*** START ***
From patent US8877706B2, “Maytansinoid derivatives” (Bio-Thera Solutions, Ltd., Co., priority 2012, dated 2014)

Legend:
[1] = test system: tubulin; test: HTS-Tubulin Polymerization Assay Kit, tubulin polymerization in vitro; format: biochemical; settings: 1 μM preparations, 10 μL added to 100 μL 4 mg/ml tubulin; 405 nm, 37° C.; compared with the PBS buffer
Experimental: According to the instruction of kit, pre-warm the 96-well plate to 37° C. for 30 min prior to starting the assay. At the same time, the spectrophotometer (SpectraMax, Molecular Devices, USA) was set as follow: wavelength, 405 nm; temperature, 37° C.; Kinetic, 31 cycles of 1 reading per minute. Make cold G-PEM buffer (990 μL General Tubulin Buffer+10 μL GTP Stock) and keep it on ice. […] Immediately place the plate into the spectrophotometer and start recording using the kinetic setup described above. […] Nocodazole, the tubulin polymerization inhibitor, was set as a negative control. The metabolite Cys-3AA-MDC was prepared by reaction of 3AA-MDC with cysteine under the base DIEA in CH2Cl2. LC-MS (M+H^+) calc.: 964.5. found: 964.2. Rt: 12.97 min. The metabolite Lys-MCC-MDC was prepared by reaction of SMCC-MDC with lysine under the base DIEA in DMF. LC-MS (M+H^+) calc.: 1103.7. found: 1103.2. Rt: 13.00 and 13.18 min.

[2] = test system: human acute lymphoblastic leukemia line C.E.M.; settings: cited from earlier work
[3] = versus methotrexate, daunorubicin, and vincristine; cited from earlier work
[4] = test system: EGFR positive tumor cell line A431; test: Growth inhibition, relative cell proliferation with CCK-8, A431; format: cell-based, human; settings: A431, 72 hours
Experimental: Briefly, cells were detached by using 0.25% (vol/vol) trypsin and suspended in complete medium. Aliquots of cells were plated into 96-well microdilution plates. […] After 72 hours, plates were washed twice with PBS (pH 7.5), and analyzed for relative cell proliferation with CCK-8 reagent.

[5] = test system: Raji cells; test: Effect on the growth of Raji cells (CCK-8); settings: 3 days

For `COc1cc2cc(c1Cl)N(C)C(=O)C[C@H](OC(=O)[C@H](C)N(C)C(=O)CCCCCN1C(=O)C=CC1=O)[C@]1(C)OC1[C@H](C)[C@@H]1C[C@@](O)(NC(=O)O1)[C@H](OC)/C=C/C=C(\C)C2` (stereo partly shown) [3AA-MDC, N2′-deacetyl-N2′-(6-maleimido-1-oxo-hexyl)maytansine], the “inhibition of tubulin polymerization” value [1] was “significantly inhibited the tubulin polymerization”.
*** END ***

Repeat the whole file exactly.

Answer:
From patent US8877706B2, “Maytansinoid derivatives” (Bio-Thera Solutions, Ltd., Co., priority 2012, dated 2014)

Legend:
[1] = test system: tubulin; test: HTS-Tubulin Polymerization Assay Kit, tubulin polymerization in vitro; format: biochemical; settings: 1 μM preparations, 10 μL added to 100 μL 4 mg/ml tubulin; 405 nm, 37° C.; compared with the PBS buffer
Experimental: According to the instruction of kit, pre-warm the 96-well plate to 37° C. for 30 min prior to starting the assay. At the same time, the spectrophotometer (SpectraMax, Molecular Devices, USA) was set as follow: wavelength, 405 nm; temperature, 37° C.; Kinetic, 31 cycles of 1 reading per minute. Make cold G-PEM buffer (990 μL General Tubulin Buffer+10 μL GTP Stock) and keep it on ice. […] Immediately place the plate into the spectrophotometer and start recording using the kinetic setup described above. […] Nocodazole, the tubulin polymerization inhibitor, was set as a negative control. The metabolite Cys-3AA-MDC was prepared by reaction of 3AA-MDC with cysteine under the base DIEA in CH2Cl2. LC-MS (M+H^+) calc.: 964.5. found: 964.2. Rt: 12.97 min. The metabolite Lys-MCC-MDC was prepared by reaction of SMCC-MDC with lysine under the base DIEA in DMF. LC-MS (M+H^+) calc.: 1103.7. found: 1103.2. Rt: 13.00 and 13.18 min.

[2] = test system: human acute lymphoblastic leukemia line C.E.M.; settings: cited from earlier work
[3] = versus methotrexate, daunorubicin, and vincristine; cited from earlier work
[4] = test system: EGFR positive tumor cell line A431; test: Growth inhibition, relative cell proliferation with CCK-8, A431; format: cell-based, human; settings: A431, 72 hours
Experimental: Briefly, cells were detached by using 0.25% (vol/vol) trypsin and suspended in complete medium. Aliquots of cells were plated into 96-well microdilution plates. […] After 72 hours, plates were washed twice with PBS (pH 7.5), and analyzed for relative cell proliferation with CCK-8 reagent.

[5] = test system: Raji cells; test: Effect on the growth of Raji cells (CCK-8); settings: 3 days

For `COc1cc2cc(c1Cl)N(C)C(=O)C[C@H](OC(=O)[C@H](C)N(C)C(=O)CCCCCN1C(=O)C=CC1=O)[C@]1(C)OC1[C@H](C)[C@@H]1C[C@@](O)(NC(=O)O1)[C@H](OC)/C=C/C=C(\C)C2` (stereo partly shown) [3AA-MDC, N2′-deacetyl-N2′-(6-maleimido-1-oxo-hexyl)maytansine], the “inhibition of tubulin polymerization” value [1] was “significantly inhibited the tubulin polymerization”.